Context is Everything

August 06, 2017

Okay everyone, pick the better H&P: 


#1

CC: Ms. Smith is a 45-year-old woman presenting with 2 days of chills, fever, and right flank pain.

HPI: The patient was in her usual state of health until 2 days prior to admission when she developed shaking chills, fever to 104o F, and gradually worsening right flank pain.  She also reported fatigue, anorexia, painful urination and increased urinary frequency, and said her urine had become cloudy. 

Her history is notable for multiple urinary tract infections over many years.  Five years prior to this admission, a right staghorn calculous was found and surgery was recommended, but she was lost to follow up. One month prior to admission, she developed septic shock from a proteus UTI, requiring a five day MICU admission, placement of a nephrostomy tube, and treatment with ertapenem due to antibiotic resistance.  She was sent home with plans to follow up with Urology but missed the appointment.

On the morning of admission, she presented to the emergency room, where she was found to be febrile to 102oF, had right flank tenderness on exam, a WBC count of 15.5K with 80% segs and 10% bands, and was admitted to the hospital. 

#2

CC: Ms. Smith is a 45-year-old woman with a history of staghorn calculi, multiple urinary tract infections, and a recent ICU stay for septic shock, who now presents with 2 days of chills, fever and right flank pain.

HPI: The patient's history is notable for multiple urinary tract infections over many years.  Five years prior to this admission, a right staghorn calculous was found and surgery was recommended, but she was lost to follow up. One month prior to admission, she developed septic shock from a proteus UTI, requiring a five day MICU admission, placement of a nephrostomy tube, and treatment with ertapenem due to antibiotic resistance.  She was sent home with plans to follow up with Urology but missed the appointment.

Two days prior to admission she developed shaking chills, fever to 104o F, and gradually worsening right flank pain. She also reported fatigue, anorexia, painful urination and increased urinary frequency, and said her urine had become cloudy. On the morning of admission, she presented to the emergency room, where she was found to be febrile to 102oF, had right flank tenderness on exam, a WBC count of 15.5K with 80% segs and 10% bands, and was admitted to the hospital.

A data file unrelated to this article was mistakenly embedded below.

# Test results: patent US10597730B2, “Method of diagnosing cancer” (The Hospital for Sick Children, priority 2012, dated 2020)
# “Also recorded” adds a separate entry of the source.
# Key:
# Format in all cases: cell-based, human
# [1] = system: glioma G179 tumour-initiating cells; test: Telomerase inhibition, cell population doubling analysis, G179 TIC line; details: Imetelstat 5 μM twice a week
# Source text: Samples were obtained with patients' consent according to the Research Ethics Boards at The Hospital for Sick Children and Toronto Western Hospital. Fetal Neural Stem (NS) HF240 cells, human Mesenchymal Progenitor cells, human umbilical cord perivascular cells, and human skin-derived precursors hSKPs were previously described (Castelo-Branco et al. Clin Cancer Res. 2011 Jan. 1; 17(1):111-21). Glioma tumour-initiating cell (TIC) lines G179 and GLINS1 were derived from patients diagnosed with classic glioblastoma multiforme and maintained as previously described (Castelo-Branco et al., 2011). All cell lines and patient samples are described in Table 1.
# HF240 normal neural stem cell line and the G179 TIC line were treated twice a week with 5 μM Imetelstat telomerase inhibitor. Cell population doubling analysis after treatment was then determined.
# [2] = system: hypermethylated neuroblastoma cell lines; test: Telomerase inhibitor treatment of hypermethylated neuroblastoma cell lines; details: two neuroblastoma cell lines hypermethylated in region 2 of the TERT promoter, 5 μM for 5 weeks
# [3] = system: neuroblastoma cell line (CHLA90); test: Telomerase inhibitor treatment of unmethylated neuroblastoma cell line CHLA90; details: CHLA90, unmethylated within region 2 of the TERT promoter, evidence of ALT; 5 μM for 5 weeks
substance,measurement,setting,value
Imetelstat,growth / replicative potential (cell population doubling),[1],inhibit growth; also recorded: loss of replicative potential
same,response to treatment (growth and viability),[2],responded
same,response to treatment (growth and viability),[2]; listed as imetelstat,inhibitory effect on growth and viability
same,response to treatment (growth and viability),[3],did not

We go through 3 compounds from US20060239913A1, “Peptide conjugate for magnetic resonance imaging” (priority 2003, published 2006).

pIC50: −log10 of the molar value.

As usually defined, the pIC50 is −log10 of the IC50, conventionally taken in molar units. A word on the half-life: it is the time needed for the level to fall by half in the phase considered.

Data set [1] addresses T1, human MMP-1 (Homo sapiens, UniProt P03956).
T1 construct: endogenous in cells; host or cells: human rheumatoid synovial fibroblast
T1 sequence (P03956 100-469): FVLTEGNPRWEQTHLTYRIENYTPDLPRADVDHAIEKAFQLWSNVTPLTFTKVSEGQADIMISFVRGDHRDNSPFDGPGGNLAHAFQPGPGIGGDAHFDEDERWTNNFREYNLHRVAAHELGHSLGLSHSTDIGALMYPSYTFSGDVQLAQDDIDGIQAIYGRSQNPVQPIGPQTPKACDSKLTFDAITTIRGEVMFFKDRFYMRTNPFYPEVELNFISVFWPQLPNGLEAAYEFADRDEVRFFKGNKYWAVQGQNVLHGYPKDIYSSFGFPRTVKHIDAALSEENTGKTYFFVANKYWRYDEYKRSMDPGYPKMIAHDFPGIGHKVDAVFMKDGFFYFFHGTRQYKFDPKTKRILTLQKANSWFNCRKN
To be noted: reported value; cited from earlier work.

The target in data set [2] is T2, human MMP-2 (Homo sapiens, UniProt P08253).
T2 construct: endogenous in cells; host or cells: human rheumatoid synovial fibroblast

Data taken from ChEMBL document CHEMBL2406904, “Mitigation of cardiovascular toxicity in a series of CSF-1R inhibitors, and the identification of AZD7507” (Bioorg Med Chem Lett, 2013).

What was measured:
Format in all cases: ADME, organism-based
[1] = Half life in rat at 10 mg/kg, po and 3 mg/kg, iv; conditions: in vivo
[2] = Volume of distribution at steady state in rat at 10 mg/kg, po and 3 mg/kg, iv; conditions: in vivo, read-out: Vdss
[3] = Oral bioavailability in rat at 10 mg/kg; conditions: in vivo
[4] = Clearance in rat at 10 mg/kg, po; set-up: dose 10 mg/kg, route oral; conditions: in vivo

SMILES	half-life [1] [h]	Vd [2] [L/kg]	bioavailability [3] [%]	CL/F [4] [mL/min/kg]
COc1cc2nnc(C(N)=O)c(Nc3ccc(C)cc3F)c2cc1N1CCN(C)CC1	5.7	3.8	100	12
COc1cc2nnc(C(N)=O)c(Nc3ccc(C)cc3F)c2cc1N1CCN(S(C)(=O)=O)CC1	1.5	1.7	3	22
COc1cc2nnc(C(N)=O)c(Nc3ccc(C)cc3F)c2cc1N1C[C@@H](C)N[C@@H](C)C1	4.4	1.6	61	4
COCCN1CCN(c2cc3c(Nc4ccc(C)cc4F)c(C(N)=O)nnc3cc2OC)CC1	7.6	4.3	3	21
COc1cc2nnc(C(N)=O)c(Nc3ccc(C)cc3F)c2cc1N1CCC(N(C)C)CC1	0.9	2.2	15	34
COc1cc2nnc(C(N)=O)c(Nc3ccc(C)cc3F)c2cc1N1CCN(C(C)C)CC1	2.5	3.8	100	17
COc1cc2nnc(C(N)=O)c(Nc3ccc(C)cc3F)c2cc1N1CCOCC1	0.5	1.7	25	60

I hope you agree H&P #2 is better because the events unfold in sequence, placing the story in context and making the details easier to follow.  Context directs listeners to the salient issues: If you withhold the urologic history, your audience will focus on self-evident questions—like whether the patient has pyelonephritis and/or kidney stones—instead of focusing on the germane concerns, like whether the nephrostomy tube is malfunctioning, whether she's infected with a resistant organism, whether she’s likely to crash again, and why she missed her urology appointment.

When you write H&Ps and present new patients, you should guide your audience to the critical issues, filtering out needless detail while highlighting crucial facts. You shouldn’t include Ms. Smith’s history of asthma and hyperlipidemia in the CC and HPI, because such details are irrelevant and distracting; they belong in the PMH.  In contrast, her complicated urology story needs to be summarized up front so people know where you're going. 

You need to judge what information to include in the CC and HPI.  For example, if Ms. Smith has a history of inflammatory bowel disease, which could predispose her to stones, you may want to include that information.  On the other hand, the IBD story could be irrelevant to this hospitalization and may be better addressed when you send her to stone clinic.  Ultimately, deciding what to include or exclude up front is your call.

To summarize, help readers and listeners follow the story. Saying a patient was in her "usual state of health" means nothing if your audience doesn't know what "usual" means.  Before launching into the events immediately preceding admission, share the background information your audience needs to know up front.  For everyone’s benefit, and especially the patient’s, context is everything. 

Enjoy your Sunday, everyone,

Mark

Submitted by Mark David Siegel on August 06, 2017